boardwalk coos bay

Coos Boardwalk in Coos Bay, Oregon

We then decided to head back to Yachats so I could work on an offer I was about to receive for another client, when we realized we had not seen any of the downtown area. We stopped along the Coos Bay Boardwalk to view the boats in the harbor, read about the history of the area, and took a quick stroll past shops and restaurants. It was warm enough downtown Coos Bay that I did not need a jacket. I glanced down at my nails, which were in dire need of a manicure. Hmm . . . here was a nail salon, right in front of me. I dashed in and gave the manicurist $20 to remove my polish. That sparkle stuff is hard to get off.

I asked the manicurist how residents feel about so many Californians moving to Coos Bay for retirement. There are some places that really welcome new residents, like Alaska, and others that aren’t as eager to receive non-natives, such as Hawaii. She said the people who love Oregon and all it has to offer are very welcome. The people who are not welcome, those transplants, are the jerks who try to change it. The sentiment seems to be: if you don’t like it here, go home. Quit complaining and yipping because we like it this way.

umpqua lighthouse

Umpqua Lighthouse at Umpqua Lighthouse State Park

But that holds true for just about anywhere in the country. Nobody likes a whiner.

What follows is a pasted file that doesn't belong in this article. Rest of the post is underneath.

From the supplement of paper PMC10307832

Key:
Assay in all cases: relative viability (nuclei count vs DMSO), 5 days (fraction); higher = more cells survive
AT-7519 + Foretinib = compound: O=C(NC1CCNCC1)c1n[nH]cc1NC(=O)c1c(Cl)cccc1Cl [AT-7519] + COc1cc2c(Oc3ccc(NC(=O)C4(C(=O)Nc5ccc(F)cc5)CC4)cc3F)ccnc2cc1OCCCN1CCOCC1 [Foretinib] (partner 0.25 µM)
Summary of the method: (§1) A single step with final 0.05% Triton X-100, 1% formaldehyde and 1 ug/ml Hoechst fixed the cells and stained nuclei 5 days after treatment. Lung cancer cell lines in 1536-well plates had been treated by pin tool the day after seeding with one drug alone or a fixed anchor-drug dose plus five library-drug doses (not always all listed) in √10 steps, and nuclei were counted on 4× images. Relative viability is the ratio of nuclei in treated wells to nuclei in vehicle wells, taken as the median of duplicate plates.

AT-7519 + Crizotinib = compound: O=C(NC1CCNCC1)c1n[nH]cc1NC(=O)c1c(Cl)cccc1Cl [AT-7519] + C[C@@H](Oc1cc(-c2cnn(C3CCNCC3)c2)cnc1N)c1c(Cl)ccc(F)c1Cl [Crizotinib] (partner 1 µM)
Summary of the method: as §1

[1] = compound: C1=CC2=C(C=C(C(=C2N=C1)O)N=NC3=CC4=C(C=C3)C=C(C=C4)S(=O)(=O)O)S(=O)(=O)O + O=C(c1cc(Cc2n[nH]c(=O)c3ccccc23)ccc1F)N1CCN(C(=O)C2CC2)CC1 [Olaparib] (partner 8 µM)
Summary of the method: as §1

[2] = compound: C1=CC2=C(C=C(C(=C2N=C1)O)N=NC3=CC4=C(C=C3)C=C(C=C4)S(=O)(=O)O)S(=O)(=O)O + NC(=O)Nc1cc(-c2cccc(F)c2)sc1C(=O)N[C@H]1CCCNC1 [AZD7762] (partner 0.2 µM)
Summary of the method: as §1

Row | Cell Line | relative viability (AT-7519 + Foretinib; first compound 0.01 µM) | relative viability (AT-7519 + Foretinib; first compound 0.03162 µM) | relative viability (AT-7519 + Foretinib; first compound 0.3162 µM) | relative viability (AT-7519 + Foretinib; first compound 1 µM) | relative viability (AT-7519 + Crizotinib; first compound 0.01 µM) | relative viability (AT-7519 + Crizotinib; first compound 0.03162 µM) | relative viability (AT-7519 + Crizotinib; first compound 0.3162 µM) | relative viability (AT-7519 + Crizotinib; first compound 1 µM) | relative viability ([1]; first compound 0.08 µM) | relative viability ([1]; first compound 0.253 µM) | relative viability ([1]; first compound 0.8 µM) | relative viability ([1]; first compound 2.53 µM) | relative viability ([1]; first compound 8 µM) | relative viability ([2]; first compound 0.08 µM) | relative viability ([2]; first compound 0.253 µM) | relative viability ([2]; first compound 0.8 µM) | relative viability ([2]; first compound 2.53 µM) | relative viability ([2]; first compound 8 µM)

We tried to visit the Coos Art Museum, but the staff of three sitting behind the counter lamented they were between installations. There was nothing in the museum to see. Well, why were they sitting there? Instead, I shot photos of the flowers growing in front. They seemed to be dahlias, but I’m not sure. What do you think? See the top of this page for the photo.

On the way back, we stopped to see two things: the Umpqua Lighthouse at the Umpqua Lighthouse State Park and the Strawberry Hill wayside, which provides excellent views of the rugged beauty along the coast and the occasional groups of sleeping sea lions.

Down the road from the lighthouse was a place to rent dune buggies to ride along the beach. My husband offered to stop because he knew that was an activity I wanted to try. It’s funny when I think back to the house I built in San Felipe, Baja California, on the beach. I hated dune buggies with a passion then. Loud, noisy, obnoxious and with it loud, noisy and obnoxious people. Never had a desire to ride in much less drive a dune buggy. But now that I’m in my 60s, it seems like it would be a blast.

strawberry hill

Strawberry Hill Wayside along the Oregon Coast

We stopped, unexpectedly, at the dune buggy rental. My husband announced, “Here’s your dune buggy place.” It was too cold and foggy. Everything I had read said you should not try to drive a dune buggy in the fog in an unknown location because you could go over a dune and off into the ocean, goodbye. Well, that turned out to be the last time we had a chance to ride dune buggies, and I declined. Maybe that’s why we are still alive today, though. You never know.